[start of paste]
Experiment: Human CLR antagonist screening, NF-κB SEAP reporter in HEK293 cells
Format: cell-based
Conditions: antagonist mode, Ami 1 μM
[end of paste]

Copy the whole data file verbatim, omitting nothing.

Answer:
Experiment: Human CLR antagonist screening, NF-κB SEAP reporter in HEK293 cells
Format: cell-based
Conditions: antagonist mode, Ami 1 μM